A fifth of all the people working in the UK’s life sciences are based in the Northern Powerhouse. That’s more than 50,000 jobs.
And with £1.6 billion in investments planned over the next 5 years, the North is where some of the most dynamic growth and exciting innovation is going to happen.
There’s Fujifilm Diosynth in Tees Valley, investing £5.7 million this year to develop and manufacture life-changing medicines.
Liverpool and Northumbria are now home to 2 of Proton Partners International Rutherford Cancer Centres, with an initial investment of £70 million. And Rutherford Diagnostics is creating a £15 million diagnostic centre in Liverpool’s Knowledge Quarter.
And then there’s the Great North Care Record project, a new digital way of sharing medical information across health and social care providers that started in the North East and Cumbria.
I know you’re the ones who are making innovation happen. My commitment to you is this: the NHS is going to be at the forefront of that innovation because it’s one of the most valuable assets we have, both for coming up with ideas and insights, and as the largest single payer healthcare system in the world.
Technology saves time and makes life easier for our NHS staff. Technology allows them to care better for us.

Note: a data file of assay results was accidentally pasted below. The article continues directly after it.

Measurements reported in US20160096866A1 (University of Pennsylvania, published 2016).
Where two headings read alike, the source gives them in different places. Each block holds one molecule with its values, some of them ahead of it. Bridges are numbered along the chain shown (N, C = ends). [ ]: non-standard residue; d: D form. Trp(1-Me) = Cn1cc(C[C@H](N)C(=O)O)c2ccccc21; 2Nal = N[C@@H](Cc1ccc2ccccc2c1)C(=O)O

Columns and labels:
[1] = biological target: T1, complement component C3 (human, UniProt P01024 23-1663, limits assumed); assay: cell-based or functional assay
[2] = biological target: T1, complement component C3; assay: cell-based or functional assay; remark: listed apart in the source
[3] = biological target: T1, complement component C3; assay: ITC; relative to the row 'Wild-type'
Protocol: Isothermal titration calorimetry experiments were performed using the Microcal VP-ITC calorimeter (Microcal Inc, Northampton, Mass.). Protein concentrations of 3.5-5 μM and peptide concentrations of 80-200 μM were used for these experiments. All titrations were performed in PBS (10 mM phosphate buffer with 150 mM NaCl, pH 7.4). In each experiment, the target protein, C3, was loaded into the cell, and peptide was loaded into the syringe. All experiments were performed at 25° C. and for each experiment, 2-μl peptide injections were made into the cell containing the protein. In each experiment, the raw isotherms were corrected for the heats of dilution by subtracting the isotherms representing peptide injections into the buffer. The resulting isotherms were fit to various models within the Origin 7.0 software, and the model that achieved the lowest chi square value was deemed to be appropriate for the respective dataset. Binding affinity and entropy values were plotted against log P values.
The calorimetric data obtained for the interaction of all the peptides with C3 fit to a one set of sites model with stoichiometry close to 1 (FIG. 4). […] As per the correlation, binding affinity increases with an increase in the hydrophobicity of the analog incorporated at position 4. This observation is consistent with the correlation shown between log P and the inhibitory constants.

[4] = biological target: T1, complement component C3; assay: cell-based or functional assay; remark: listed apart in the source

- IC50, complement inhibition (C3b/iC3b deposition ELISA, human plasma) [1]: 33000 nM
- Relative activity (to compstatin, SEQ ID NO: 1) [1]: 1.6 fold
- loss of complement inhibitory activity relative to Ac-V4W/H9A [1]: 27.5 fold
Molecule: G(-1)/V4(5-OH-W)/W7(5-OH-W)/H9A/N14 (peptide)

That’s the reason we set-up NHSX and that will be its mission: setting tech standards and national policy, ensuring systems can talk to each other, that records can be shared, empowering the best digital minds in the NHS, and creating an ecosystem where healthtech developers are excited about working with the NHS.
The reason we care about technology is because we care about people, and we must never lose sight of that.
The true measure of any technology, any organisation, any nation, is in its people. And the reason I believe in the potential of technology to make our lives better is because I believe in the potential of people.
The North is a powerhouse because of its people, and I’m proud to count myself as one of them.
So let’s work together. Let’s keep striving and seeking improvement. Let’s spur innovation here to drive growth across the UK, make the NHS the most innovative health system in the world and ensure Britain continues to be a world leader.